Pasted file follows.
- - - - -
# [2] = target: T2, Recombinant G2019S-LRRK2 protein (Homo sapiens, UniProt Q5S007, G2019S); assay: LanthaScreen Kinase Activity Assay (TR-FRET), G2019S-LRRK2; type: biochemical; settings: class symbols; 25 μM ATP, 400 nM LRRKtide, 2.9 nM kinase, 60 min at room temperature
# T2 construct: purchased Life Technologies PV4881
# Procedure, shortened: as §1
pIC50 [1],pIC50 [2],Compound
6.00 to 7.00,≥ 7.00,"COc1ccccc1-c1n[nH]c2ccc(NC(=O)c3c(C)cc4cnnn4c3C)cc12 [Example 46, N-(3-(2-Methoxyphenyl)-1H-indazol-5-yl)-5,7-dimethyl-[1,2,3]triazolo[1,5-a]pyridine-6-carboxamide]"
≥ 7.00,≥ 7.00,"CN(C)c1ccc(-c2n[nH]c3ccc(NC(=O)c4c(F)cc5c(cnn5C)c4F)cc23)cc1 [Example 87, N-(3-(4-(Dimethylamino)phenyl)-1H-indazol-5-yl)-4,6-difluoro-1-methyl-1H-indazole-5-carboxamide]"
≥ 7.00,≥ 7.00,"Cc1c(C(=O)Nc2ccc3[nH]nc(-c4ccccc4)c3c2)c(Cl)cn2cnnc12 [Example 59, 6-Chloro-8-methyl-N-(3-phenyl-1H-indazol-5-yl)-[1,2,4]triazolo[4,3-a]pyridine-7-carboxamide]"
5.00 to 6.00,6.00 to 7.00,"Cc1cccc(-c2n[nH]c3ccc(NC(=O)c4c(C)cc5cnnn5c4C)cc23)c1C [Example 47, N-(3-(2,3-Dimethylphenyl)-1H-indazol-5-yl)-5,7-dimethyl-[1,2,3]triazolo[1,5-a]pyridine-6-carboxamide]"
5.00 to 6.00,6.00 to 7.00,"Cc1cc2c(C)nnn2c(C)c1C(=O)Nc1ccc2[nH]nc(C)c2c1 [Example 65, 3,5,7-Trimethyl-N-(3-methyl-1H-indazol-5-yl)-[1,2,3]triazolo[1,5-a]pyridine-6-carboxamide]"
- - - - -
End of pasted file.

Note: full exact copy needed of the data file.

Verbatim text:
# [2] = target: T2, Recombinant G2019S-LRRK2 protein (Homo sapiens, UniProt Q5S007, G2019S); assay: LanthaScreen Kinase Activity Assay (TR-FRET), G2019S-LRRK2; type: biochemical; settings: class symbols; 25 μM ATP, 400 nM LRRKtide, 2.9 nM kinase, 60 min at room temperature
# T2 construct: purchased Life Technologies PV4881
# Procedure, shortened: as §1
pIC50 [1],pIC50 [2],Compound
6.00 to 7.00,≥ 7.00,"COc1ccccc1-c1n[nH]c2ccc(NC(=O)c3c(C)cc4cnnn4c3C)cc12 [Example 46, N-(3-(2-Methoxyphenyl)-1H-indazol-5-yl)-5,7-dimethyl-[1,2,3]triazolo[1,5-a]pyridine-6-carboxamide]"
≥ 7.00,≥ 7.00,"CN(C)c1ccc(-c2n[nH]c3ccc(NC(=O)c4c(F)cc5c(cnn5C)c4F)cc23)cc1 [Example 87, N-(3-(4-(Dimethylamino)phenyl)-1H-indazol-5-yl)-4,6-difluoro-1-methyl-1H-indazole-5-carboxamide]"
≥ 7.00,≥ 7.00,"Cc1c(C(=O)Nc2ccc3[nH]nc(-c4ccccc4)c3c2)c(Cl)cn2cnnc12 [Example 59, 6-Chloro-8-methyl-N-(3-phenyl-1H-indazol-5-yl)-[1,2,4]triazolo[4,3-a]pyridine-7-carboxamide]"
5.00 to 6.00,6.00 to 7.00,"Cc1cccc(-c2n[nH]c3ccc(NC(=O)c4c(C)cc5cnnn5c4C)cc23)c1C [Example 47, N-(3-(2,3-Dimethylphenyl)-1H-indazol-5-yl)-5,7-dimethyl-[1,2,3]triazolo[1,5-a]pyridine-6-carboxamide]"
5.00 to 6.00,6.00 to 7.00,"Cc1cc2c(C)nnn2c(C)c1C(=O)Nc1ccc2[nH]nc(C)c2c1 [Example 65, 3,5,7-Trimethyl-N-(3-methyl-1H-indazol-5-yl)-[1,2,3]triazolo[1,5-a]pyridine-6-carboxamide]"